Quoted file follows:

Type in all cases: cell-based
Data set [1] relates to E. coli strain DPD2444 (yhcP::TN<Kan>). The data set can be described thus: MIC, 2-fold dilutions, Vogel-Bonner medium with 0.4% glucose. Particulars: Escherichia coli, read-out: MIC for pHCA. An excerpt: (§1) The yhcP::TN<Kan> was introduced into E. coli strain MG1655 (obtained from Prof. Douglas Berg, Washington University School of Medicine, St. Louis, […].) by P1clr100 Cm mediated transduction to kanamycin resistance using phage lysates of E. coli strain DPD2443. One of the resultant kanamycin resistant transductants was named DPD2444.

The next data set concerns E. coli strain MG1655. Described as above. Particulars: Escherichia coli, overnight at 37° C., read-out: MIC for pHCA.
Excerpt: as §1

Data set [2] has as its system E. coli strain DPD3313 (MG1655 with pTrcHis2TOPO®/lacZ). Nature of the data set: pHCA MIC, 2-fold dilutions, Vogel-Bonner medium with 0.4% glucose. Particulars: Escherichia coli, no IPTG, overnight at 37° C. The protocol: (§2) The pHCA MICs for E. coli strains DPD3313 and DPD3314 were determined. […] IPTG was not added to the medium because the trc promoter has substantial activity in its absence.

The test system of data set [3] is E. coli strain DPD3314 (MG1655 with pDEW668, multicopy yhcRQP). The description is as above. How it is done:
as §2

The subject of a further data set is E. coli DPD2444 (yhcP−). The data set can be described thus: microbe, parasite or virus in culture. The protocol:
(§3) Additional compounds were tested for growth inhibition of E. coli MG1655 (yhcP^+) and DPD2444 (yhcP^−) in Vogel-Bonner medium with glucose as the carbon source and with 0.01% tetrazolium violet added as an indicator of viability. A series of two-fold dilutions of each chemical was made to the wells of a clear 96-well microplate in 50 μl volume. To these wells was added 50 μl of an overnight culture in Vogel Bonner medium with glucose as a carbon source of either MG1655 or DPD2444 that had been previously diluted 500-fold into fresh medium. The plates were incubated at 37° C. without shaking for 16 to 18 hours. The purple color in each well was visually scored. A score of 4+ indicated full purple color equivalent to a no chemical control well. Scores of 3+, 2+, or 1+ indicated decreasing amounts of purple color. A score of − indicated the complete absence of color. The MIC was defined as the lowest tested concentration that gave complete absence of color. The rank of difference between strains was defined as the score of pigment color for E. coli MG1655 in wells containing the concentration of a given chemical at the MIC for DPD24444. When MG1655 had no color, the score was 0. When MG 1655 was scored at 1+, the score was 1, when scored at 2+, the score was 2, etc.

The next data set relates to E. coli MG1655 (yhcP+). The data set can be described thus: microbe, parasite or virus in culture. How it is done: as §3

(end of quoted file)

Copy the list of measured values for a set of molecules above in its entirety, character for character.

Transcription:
Type in all cases: cell-based
Data set [1] relates to E. coli strain DPD2444 (yhcP::TN<Kan>). The data set can be described thus: MIC, 2-fold dilutions, Vogel-Bonner medium with 0.4% glucose. Particulars: Escherichia coli, read-out: MIC for pHCA. An excerpt: (§1) The yhcP::TN<Kan> was introduced into E. coli strain MG1655 (obtained from Prof. Douglas Berg, Washington University School of Medicine, St. Louis, […].) by P1clr100 Cm mediated transduction to kanamycin resistance using phage lysates of E. coli strain DPD2443. One of the resultant kanamycin resistant transductants was named DPD2444.

The next data set concerns E. coli strain MG1655. Described as above. Particulars: Escherichia coli, overnight at 37° C., read-out: MIC for pHCA.
Excerpt: as §1

Data set [2] has as its system E. coli strain DPD3313 (MG1655 with pTrcHis2TOPO®/lacZ). Nature of the data set: pHCA MIC, 2-fold dilutions, Vogel-Bonner medium with 0.4% glucose. Particulars: Escherichia coli, no IPTG, overnight at 37° C. The protocol: (§2) The pHCA MICs for E. coli strains DPD3313 and DPD3314 were determined. […] IPTG was not added to the medium because the trc promoter has substantial activity in its absence.

The test system of data set [3] is E. coli strain DPD3314 (MG1655 with pDEW668, multicopy yhcRQP). The description is as above. How it is done:
as §2

The subject of a further data set is E. coli DPD2444 (yhcP−). The data set can be described thus: microbe, parasite or virus in culture. The protocol:
(§3) Additional compounds were tested for growth inhibition of E. coli MG1655 (yhcP^+) and DPD2444 (yhcP^−) in Vogel-Bonner medium with glucose as the carbon source and with 0.01% tetrazolium violet added as an indicator of viability. A series of two-fold dilutions of each chemical was made to the wells of a clear 96-well microplate in 50 μl volume. To these wells was added 50 μl of an overnight culture in Vogel Bonner medium with glucose as a carbon source of either MG1655 or DPD2444 that had been previously diluted 500-fold into fresh medium. The plates were incubated at 37° C. without shaking for 16 to 18 hours. The purple color in each well was visually scored. A score of 4+ indicated full purple color equivalent to a no chemical control well. Scores of 3+, 2+, or 1+ indicated decreasing amounts of purple color. A score of − indicated the complete absence of color. The MIC was defined as the lowest tested concentration that gave complete absence of color. The rank of difference between strains was defined as the score of pigment color for E. coli MG1655 in wells containing the concentration of a given chemical at the MIC for DPD24444. When MG1655 had no color, the score was 0. When MG 1655 was scored at 1+, the score was 1, when scored at 2+, the score was 2, etc.

The next data set relates to E. coli MG1655 (yhcP+). The data set can be described thus: microbe, parasite or virus in culture. How it is done: as §3